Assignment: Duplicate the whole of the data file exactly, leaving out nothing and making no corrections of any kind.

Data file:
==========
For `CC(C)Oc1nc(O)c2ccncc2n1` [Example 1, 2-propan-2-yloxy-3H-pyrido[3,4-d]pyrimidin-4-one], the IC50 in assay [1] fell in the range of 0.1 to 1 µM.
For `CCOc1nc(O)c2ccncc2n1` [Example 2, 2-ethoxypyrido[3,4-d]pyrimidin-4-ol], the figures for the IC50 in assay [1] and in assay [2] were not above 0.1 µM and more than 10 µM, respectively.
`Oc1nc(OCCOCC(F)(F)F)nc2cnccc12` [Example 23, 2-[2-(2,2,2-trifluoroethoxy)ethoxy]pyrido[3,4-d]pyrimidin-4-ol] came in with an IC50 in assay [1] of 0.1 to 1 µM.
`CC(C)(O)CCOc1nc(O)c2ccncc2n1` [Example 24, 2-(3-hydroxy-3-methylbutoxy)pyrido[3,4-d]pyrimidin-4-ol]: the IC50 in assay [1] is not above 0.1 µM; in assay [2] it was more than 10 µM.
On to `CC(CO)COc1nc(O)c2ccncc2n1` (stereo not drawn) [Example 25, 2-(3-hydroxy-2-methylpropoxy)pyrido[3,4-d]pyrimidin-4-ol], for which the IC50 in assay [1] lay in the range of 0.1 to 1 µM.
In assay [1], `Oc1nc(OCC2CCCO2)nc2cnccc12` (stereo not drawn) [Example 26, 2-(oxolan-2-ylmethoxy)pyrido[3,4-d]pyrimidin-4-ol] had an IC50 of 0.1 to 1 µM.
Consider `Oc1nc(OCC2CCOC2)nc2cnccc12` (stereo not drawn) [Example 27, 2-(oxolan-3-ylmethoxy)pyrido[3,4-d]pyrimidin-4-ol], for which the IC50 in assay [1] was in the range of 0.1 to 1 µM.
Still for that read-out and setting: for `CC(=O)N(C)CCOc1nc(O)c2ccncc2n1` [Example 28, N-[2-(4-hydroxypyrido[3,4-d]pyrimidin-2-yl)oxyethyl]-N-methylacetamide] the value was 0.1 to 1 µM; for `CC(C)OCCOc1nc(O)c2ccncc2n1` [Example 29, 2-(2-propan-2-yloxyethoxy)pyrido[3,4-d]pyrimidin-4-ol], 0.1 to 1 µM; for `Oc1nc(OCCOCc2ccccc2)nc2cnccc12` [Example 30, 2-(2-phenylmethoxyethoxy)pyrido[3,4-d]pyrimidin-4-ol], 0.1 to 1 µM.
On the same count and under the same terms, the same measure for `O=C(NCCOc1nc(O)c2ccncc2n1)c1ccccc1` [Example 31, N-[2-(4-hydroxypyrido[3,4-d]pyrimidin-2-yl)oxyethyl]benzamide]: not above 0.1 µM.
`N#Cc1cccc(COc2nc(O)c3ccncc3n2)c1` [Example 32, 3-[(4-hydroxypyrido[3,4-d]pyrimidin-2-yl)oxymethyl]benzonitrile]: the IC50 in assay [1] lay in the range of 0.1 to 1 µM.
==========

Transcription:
For `CC(C)Oc1nc(O)c2ccncc2n1` [Example 1, 2-propan-2-yloxy-3H-pyrido[3,4-d]pyrimidin-4-one], the IC50 in assay [1] fell in the range of 0.1 to 1 µM.
For `CCOc1nc(O)c2ccncc2n1` [Example 2, 2-ethoxypyrido[3,4-d]pyrimidin-4-ol], the figures for the IC50 in assay [1] and in assay [2] were not above 0.1 µM and more than 10 µM, respectively.
`Oc1nc(OCCOCC(F)(F)F)nc2cnccc12` [Example 23, 2-[2-(2,2,2-trifluoroethoxy)ethoxy]pyrido[3,4-d]pyrimidin-4-ol] came in with an IC50 in assay [1] of 0.1 to 1 µM.
`CC(C)(O)CCOc1nc(O)c2ccncc2n1` [Example 24, 2-(3-hydroxy-3-methylbutoxy)pyrido[3,4-d]pyrimidin-4-ol]: the IC50 in assay [1] is not above 0.1 µM; in assay [2] it was more than 10 µM.
On to `CC(CO)COc1nc(O)c2ccncc2n1` (stereo not drawn) [Example 25, 2-(3-hydroxy-2-methylpropoxy)pyrido[3,4-d]pyrimidin-4-ol], for which the IC50 in assay [1] lay in the range of 0.1 to 1 µM.
In assay [1], `Oc1nc(OCC2CCCO2)nc2cnccc12` (stereo not drawn) [Example 26, 2-(oxolan-2-ylmethoxy)pyrido[3,4-d]pyrimidin-4-ol] had an IC50 of 0.1 to 1 µM.
Consider `Oc1nc(OCC2CCOC2)nc2cnccc12` (stereo not drawn) [Example 27, 2-(oxolan-3-ylmethoxy)pyrido[3,4-d]pyrimidin-4-ol], for which the IC50 in assay [1] was in the range of 0.1 to 1 µM.
Still for that read-out and setting: for `CC(=O)N(C)CCOc1nc(O)c2ccncc2n1` [Example 28, N-[2-(4-hydroxypyrido[3,4-d]pyrimidin-2-yl)oxyethyl]-N-methylacetamide] the value was 0.1 to 1 µM; for `CC(C)OCCOc1nc(O)c2ccncc2n1` [Example 29, 2-(2-propan-2-yloxyethoxy)pyrido[3,4-d]pyrimidin-4-ol], 0.1 to 1 µM; for `Oc1nc(OCCOCc2ccccc2)nc2cnccc12` [Example 30, 2-(2-phenylmethoxyethoxy)pyrido[3,4-d]pyrimidin-4-ol], 0.1 to 1 µM.
On the same count and under the same terms, the same measure for `O=C(NCCOc1nc(O)c2ccncc2n1)c1ccccc1` [Example 31, N-[2-(4-hydroxypyrido[3,4-d]pyrimidin-2-yl)oxyethyl]benzamide]: not above 0.1 µM.
`N#Cc1cccc(COc2nc(O)c3ccncc3n2)c1` [Example 32, 3-[(4-hydroxypyrido[3,4-d]pyrimidin-2-yl)oxymethyl]benzonitrile]: the IC50 in assay [1] lay in the range of 0.1 to 1 µM.